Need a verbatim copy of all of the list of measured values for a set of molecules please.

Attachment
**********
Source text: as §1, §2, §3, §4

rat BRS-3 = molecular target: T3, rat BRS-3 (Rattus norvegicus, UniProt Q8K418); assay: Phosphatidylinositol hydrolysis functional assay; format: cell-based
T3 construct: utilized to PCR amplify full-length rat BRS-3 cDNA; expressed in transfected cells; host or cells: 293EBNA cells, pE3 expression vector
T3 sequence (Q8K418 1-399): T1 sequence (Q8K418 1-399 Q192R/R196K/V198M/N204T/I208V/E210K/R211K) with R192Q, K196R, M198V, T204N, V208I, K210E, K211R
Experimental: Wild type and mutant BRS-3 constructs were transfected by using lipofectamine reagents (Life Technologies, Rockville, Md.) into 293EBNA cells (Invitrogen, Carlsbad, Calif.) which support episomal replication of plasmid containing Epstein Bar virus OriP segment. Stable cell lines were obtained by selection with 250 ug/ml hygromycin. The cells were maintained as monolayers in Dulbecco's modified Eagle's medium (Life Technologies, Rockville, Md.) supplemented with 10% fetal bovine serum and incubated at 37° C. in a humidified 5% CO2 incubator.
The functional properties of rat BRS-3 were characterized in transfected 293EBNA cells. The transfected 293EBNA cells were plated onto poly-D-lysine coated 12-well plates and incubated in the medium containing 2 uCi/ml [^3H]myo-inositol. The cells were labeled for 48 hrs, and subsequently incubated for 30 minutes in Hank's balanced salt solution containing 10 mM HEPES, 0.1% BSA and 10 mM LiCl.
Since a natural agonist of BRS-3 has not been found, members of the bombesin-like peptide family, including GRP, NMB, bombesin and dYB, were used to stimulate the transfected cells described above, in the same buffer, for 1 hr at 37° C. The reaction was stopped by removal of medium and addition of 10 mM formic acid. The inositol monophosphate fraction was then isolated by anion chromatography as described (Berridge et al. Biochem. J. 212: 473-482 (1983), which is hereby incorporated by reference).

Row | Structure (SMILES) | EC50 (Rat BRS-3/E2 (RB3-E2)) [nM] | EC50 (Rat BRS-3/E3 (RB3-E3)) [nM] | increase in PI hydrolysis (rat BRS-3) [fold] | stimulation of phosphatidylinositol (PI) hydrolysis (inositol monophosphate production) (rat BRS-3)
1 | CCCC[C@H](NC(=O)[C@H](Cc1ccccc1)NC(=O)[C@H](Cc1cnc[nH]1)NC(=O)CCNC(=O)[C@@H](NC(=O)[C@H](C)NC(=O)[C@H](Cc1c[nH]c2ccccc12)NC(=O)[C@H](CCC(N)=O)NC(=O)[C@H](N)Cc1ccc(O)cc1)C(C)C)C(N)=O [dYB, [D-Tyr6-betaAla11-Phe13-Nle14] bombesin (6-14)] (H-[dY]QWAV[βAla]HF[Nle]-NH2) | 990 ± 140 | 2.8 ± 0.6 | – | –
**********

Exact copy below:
Source text: as §1, §2, §3, §4

rat BRS-3 = molecular target: T3, rat BRS-3 (Rattus norvegicus, UniProt Q8K418); assay: Phosphatidylinositol hydrolysis functional assay; format: cell-based
T3 construct: utilized to PCR amplify full-length rat BRS-3 cDNA; expressed in transfected cells; host or cells: 293EBNA cells, pE3 expression vector
T3 sequence (Q8K418 1-399): T1 sequence (Q8K418 1-399 Q192R/R196K/V198M/N204T/I208V/E210K/R211K) with R192Q, K196R, M198V, T204N, V208I, K210E, K211R
Experimental: Wild type and mutant BRS-3 constructs were transfected by using lipofectamine reagents (Life Technologies, Rockville, Md.) into 293EBNA cells (Invitrogen, Carlsbad, Calif.) which support episomal replication of plasmid containing Epstein Bar virus OriP segment. Stable cell lines were obtained by selection with 250 ug/ml hygromycin. The cells were maintained as monolayers in Dulbecco's modified Eagle's medium (Life Technologies, Rockville, Md.) supplemented with 10% fetal bovine serum and incubated at 37° C. in a humidified 5% CO2 incubator.
The functional properties of rat BRS-3 were characterized in transfected 293EBNA cells. The transfected 293EBNA cells were plated onto poly-D-lysine coated 12-well plates and incubated in the medium containing 2 uCi/ml [^3H]myo-inositol. The cells were labeled for 48 hrs, and subsequently incubated for 30 minutes in Hank's balanced salt solution containing 10 mM HEPES, 0.1% BSA and 10 mM LiCl.
Since a natural agonist of BRS-3 has not been found, members of the bombesin-like peptide family, including GRP, NMB, bombesin and dYB, were used to stimulate the transfected cells described above, in the same buffer, for 1 hr at 37° C. The reaction was stopped by removal of medium and addition of 10 mM formic acid. The inositol monophosphate fraction was then isolated by anion chromatography as described (Berridge et al. Biochem. J. 212: 473-482 (1983), which is hereby incorporated by reference).

Row | Structure (SMILES) | EC50 (Rat BRS-3/E2 (RB3-E2)) [nM] | EC50 (Rat BRS-3/E3 (RB3-E3)) [nM] | increase in PI hydrolysis (rat BRS-3) [fold] | stimulation of phosphatidylinositol (PI) hydrolysis (inositol monophosphate production) (rat BRS-3)
1 | CCCC[C@H](NC(=O)[C@H](Cc1ccccc1)NC(=O)[C@H](Cc1cnc[nH]1)NC(=O)CCNC(=O)[C@@H](NC(=O)[C@H](C)NC(=O)[C@H](Cc1c[nH]c2ccccc12)NC(=O)[C@H](CCC(N)=O)NC(=O)[C@H](N)Cc1ccc(O)cc1)C(C)C)C(N)=O [dYB, [D-Tyr6-betaAla11-Phe13-Nle14] bombesin (6-14)] (H-[dY]QWAV[βAla]HF[Nle]-NH2) | 990 ± 140 | 2.8 ± 0.6 | – | –